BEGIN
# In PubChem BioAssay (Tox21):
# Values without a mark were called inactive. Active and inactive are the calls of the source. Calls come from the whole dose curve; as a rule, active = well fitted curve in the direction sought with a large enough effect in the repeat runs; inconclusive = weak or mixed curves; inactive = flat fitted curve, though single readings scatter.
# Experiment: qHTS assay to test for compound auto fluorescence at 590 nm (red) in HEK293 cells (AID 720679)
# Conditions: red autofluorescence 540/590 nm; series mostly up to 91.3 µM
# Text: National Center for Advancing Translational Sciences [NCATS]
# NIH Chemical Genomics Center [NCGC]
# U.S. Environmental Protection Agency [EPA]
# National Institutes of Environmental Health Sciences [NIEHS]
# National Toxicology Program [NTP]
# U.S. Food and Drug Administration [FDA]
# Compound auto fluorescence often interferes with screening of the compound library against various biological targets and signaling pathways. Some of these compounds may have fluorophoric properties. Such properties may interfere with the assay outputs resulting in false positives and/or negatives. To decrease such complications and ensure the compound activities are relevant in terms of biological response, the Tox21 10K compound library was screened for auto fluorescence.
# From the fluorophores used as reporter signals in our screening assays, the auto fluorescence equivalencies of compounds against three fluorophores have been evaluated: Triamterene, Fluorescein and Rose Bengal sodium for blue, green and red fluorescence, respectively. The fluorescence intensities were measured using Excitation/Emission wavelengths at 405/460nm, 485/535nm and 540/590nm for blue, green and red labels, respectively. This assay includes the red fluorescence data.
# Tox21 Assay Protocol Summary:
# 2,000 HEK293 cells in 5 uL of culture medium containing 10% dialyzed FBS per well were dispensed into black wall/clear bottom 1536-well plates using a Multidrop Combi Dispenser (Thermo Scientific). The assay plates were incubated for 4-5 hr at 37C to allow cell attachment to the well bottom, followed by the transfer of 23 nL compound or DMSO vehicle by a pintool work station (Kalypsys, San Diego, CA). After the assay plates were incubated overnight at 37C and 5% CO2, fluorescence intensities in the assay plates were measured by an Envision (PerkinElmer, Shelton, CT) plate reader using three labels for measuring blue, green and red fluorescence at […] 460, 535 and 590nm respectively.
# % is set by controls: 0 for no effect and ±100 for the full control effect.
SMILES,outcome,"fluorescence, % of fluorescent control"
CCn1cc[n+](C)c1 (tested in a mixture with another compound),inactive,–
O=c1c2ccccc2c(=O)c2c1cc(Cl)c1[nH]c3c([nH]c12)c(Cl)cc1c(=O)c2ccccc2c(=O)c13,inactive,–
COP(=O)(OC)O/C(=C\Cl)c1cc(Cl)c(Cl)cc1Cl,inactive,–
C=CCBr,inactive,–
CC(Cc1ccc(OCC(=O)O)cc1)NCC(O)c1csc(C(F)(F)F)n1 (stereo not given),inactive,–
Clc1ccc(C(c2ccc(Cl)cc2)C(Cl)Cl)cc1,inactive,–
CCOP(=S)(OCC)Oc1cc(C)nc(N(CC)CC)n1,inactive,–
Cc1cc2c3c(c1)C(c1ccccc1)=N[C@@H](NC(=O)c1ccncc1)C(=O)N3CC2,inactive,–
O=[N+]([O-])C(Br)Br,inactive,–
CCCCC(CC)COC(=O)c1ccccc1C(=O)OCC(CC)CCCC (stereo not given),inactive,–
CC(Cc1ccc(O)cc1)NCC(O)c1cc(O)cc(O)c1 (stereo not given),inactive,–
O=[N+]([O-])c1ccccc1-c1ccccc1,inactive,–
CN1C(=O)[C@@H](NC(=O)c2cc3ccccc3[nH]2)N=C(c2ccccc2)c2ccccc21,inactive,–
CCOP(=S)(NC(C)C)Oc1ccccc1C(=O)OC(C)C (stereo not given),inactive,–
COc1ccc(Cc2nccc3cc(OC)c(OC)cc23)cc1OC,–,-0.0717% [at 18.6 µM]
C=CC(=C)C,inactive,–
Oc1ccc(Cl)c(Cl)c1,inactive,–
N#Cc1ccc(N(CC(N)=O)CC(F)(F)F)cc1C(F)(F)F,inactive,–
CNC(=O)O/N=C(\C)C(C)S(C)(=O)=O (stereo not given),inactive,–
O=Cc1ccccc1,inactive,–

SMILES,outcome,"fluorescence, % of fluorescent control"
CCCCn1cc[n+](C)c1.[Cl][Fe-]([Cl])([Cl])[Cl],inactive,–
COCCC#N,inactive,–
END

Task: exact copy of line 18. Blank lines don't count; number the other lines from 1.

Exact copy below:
O=c1c2ccccc2c(=O)c2c1cc(Cl)c1[nH]c3c([nH]c12)c(Cl)cc1c(=O)c2ccccc2c(=O)c13,inactive,–